Innocent people who were wrongfully arrested may request to have their arrest records sealed and destroyed. California Penal Code § 851.8 allows for the sealing and destruction of misdemeanor and felony arrest records for adults. This statute requires that petitioners must be “factually innocent,” which is different from and does not, therefore, have the same meaning as “not guilty.”
Factual innocence means that no reasonable cause exists to believe the petitioner committed the crime for which he or she was arrested. A motion to seal and destroy arrest records is not a motion that applies to an individual’s complete criminal record. Motions must be made and granted specific to each arrest.
A petition to seal and destroy adult arrest records for the factually innocent will accomplish the following:
- Hide the arrest from the view of the public who will no longer be able to see the arrest;
- Order the sealing and destruction of arrest records, police reports, fingerprints, booking photos, and all records of the arrest, so they will not show up on any criminal background check; and
- Deem the arrest never to have occurred. Successful petitioners may honestly state that they have never been arrested for this specific crime.
Petitioners must provide a copy of this petition to the prosecuting agency of the county or city having jurisdiction over the offense. The law enforcement agency may grant, deny, or do nothing with a petition. If the law enforcement agency grants the request and agrees that the petitioner was factually innocent, the agency will seal the arrest record for three years. Once this three-year period has expired, the agency will destroy the records.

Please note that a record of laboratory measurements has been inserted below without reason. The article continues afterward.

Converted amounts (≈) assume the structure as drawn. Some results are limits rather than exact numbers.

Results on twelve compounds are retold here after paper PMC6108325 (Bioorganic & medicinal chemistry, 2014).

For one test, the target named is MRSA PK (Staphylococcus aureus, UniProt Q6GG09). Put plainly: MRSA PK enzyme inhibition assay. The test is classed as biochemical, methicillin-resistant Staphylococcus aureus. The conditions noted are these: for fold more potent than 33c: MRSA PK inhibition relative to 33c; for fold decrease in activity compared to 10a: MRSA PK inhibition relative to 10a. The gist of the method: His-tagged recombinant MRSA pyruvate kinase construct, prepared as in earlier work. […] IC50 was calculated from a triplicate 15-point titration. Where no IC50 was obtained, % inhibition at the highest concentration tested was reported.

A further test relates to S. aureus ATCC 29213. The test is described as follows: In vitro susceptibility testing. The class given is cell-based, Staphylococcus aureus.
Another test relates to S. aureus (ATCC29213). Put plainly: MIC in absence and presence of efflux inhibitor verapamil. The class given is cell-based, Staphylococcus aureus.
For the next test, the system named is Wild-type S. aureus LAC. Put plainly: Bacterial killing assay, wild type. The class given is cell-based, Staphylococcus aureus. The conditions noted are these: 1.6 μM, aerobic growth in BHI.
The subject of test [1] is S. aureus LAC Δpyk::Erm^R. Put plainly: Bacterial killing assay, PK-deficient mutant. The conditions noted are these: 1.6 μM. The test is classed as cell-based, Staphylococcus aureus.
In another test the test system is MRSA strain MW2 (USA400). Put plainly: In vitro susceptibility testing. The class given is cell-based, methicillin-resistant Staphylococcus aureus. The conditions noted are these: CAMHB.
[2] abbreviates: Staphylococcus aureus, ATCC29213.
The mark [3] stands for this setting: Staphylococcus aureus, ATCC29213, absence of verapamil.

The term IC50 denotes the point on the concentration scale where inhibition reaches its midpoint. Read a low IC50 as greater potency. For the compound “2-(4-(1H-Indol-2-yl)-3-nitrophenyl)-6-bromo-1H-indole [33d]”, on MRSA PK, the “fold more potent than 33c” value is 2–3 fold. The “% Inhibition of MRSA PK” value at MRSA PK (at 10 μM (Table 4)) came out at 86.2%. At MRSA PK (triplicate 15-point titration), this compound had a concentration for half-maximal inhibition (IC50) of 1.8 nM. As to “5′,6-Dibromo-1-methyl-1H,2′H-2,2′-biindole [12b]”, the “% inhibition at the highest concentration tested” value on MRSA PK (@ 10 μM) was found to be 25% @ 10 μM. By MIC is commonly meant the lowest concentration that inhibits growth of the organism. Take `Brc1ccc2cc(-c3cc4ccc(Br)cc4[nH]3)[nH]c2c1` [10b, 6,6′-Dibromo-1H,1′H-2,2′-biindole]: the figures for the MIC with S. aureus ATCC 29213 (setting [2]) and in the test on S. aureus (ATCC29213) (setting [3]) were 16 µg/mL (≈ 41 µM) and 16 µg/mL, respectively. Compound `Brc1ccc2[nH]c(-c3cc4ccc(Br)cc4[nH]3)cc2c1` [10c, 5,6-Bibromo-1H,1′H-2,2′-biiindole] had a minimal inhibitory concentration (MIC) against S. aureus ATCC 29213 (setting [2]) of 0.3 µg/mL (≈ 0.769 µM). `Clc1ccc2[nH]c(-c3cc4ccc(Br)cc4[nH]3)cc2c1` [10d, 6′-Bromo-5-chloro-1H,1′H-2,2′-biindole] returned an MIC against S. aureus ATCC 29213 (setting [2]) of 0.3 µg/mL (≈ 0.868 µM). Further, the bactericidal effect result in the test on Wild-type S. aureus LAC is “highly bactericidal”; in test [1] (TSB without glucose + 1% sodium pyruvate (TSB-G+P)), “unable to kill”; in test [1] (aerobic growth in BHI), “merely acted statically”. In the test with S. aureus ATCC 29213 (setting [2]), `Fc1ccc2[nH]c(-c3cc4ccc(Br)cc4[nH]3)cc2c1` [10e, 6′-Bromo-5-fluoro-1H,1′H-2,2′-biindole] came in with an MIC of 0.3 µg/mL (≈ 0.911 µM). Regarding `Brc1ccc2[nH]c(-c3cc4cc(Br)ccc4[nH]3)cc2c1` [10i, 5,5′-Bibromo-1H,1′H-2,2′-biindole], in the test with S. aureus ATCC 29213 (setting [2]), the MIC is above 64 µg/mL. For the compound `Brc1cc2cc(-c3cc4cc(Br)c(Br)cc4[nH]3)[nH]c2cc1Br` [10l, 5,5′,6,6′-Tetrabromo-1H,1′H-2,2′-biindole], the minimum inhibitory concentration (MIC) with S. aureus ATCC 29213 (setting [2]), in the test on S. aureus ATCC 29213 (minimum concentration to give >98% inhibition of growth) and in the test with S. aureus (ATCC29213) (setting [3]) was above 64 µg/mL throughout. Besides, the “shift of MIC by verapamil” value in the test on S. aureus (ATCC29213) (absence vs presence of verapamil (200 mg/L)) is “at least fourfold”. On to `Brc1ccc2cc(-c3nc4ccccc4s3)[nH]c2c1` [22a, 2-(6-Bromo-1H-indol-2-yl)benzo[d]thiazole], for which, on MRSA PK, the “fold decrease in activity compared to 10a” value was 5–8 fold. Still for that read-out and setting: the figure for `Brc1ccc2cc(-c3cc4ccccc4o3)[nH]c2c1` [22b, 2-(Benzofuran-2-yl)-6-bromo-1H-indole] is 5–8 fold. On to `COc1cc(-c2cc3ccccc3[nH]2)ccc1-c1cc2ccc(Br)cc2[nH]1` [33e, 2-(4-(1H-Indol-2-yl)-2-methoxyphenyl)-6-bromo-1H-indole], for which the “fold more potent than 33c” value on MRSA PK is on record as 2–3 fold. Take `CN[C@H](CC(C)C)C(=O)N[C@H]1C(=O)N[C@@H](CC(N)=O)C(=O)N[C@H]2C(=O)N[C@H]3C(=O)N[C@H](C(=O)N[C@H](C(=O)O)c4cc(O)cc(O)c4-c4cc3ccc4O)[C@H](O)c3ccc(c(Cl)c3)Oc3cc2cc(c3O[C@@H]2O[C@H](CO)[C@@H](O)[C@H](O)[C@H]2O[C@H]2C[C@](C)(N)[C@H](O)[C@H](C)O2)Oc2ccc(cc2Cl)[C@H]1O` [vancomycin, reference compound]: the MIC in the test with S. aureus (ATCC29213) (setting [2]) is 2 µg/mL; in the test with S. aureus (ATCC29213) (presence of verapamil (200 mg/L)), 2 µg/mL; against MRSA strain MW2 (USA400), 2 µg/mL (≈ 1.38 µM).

If the law enforcement agency denies a request to seal and destroy an arrest record, or if it simply does not respond, a petitioner must then apply to the court using a different form or request known as a Petition for Sealing and Destruction of Arrest Records.
A hearing will occur where the petitioner has the burden of establishing that there was no reasonable cause for his or her arrest. The court may evaluate police reports, declarations, affidavits, and any other evidence which is material, relevant, and reliable. If a petitioner meets his or her burden, the burden then shifts to the prosecution which must prove that reasonable cause did exist for the arrest.
Some petitions are more complicated, and the judge needs to see additional information to help make a decision. Our office can assist you by researching your record, writing petitions, motions and declarations, filing petitions, motions and declarations in court, serving the petition on the prosecutorial agency, and appearing in court, if necessary to argue for the sealing.
For over forty years, the Dolan Law Offices have provided Californians with post-conviction services that clear their criminal record to further solidify their future as productive, law-abiding members of the Coachella Valley community. The attorneys at the Dolan Law Offices are experienced in helping California residents clear their criminal records. Call us today at (760) 775-3739 or find out more online here.